React and Vue’s respective CLIs make it very easy for developers to create full front-end applications in a much more robust way that cannot be achieved using the core libraries on their own. Using the create-react-app or vue-cli command-line tools, you can have a new app prototyped, up and running in a matter of minutes, with a number of different configurations, module bundlers and build tools to choose from to best suit your needs. Angular CLI is a very powerful too, as it has capability to generate modules, components right from terminal with automatic dependency injection.

Continuing on, I will only focus on comparing the the specifics between React and Vue since they are most alike in terms of their intended use-cases, philosophies and core APIs.

Key advantages of Vue

1. More syntax options for templates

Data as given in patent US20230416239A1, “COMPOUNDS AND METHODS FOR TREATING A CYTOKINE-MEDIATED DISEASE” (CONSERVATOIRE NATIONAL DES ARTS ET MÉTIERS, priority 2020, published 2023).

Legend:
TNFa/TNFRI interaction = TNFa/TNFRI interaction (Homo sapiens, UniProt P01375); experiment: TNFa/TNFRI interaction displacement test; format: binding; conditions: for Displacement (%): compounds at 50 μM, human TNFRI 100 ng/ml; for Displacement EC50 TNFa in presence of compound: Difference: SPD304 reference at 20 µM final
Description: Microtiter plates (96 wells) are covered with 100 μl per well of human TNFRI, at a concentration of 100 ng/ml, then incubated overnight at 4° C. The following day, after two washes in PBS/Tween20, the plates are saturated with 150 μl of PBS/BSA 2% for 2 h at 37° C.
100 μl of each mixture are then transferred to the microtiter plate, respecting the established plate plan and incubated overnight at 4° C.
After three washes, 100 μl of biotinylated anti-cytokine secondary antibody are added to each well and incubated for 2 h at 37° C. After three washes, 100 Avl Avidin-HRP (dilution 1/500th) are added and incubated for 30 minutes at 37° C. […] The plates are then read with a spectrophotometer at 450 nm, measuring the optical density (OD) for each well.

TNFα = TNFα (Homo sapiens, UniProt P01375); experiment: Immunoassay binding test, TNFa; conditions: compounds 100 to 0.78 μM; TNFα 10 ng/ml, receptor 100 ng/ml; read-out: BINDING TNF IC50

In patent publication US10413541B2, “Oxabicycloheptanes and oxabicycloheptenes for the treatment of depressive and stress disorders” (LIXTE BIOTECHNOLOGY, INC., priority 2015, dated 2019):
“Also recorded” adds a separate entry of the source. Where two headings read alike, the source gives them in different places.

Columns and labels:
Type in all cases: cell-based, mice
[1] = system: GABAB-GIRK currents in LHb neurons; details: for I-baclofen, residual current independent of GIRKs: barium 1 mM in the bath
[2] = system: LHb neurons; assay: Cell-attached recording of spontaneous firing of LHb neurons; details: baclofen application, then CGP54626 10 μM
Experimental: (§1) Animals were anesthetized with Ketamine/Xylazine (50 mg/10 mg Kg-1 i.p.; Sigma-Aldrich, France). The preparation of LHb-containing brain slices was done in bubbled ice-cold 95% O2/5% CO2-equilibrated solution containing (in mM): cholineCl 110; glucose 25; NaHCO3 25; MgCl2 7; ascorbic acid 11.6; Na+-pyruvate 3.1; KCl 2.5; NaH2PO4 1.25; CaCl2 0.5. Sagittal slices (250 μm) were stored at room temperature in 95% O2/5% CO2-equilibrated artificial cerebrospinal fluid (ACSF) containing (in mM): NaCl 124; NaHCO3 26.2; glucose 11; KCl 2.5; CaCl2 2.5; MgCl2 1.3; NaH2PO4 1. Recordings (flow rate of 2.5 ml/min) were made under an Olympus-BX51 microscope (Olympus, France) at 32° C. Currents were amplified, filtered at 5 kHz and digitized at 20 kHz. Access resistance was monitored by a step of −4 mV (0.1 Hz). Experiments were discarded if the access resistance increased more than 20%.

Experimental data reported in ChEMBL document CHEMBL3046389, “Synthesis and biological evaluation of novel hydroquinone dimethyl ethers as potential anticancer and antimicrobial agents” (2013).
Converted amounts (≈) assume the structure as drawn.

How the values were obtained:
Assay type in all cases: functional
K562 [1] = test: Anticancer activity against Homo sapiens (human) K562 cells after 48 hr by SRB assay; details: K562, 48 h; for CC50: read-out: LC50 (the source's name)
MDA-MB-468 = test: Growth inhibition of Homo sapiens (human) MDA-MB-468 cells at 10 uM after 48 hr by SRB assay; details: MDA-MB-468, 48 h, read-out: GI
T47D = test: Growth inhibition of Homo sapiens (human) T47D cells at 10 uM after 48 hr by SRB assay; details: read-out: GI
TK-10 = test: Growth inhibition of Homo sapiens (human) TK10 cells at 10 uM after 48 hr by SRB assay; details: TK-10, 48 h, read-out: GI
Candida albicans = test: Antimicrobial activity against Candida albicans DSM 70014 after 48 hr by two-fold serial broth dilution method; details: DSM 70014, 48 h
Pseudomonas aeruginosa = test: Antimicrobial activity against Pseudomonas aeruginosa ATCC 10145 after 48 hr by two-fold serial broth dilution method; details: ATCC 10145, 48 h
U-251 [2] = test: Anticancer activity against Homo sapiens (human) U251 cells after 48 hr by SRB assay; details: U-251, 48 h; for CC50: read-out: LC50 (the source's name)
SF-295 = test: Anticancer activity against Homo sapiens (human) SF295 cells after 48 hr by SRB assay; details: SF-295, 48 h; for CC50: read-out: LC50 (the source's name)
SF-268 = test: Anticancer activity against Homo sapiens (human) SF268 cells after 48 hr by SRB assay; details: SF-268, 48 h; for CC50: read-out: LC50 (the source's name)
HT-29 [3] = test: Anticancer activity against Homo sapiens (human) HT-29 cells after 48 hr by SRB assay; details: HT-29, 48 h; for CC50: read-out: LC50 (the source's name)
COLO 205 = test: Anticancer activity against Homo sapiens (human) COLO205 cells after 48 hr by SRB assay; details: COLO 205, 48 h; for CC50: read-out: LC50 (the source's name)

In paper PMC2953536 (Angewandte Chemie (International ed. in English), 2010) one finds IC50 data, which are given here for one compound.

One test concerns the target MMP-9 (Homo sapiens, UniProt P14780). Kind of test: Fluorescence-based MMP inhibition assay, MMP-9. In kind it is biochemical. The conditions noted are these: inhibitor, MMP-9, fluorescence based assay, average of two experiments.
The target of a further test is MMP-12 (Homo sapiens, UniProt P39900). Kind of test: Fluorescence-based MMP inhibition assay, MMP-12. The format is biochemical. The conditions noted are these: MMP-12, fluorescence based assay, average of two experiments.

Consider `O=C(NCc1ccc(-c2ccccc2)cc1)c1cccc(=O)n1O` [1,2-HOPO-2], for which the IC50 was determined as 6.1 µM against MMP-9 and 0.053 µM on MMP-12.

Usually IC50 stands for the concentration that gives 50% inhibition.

• While React and Vue both encapsulate their data, business logic and templates in their components, React only allows you to use JSX and React.createElement methods in templates. Whereas with Vue, the default syntax used by Vue is plain HTML and you also have the option of using JSX and createElement(). HTML is always going to be the easiest and most familiar way to write markup for the most people, designers included. With the many easy-to-understand directives that Vue comes with (such as v-if/elsev-for), make it easier for people to jump quickly into Vue without being overwhelmed in comparison to React’s JSX combined with ternary expressions and array maps.

2. Form-creation simplicity

  • React uses controlled components to handle form elements while Vue uses its v-modeldirective to set up a direct, two-way data-binding with the data object that lives inside the Vue component. Take a look at the two side-by-side and see which looks more intuitive to you.

3. State Management – Vuex vs Redux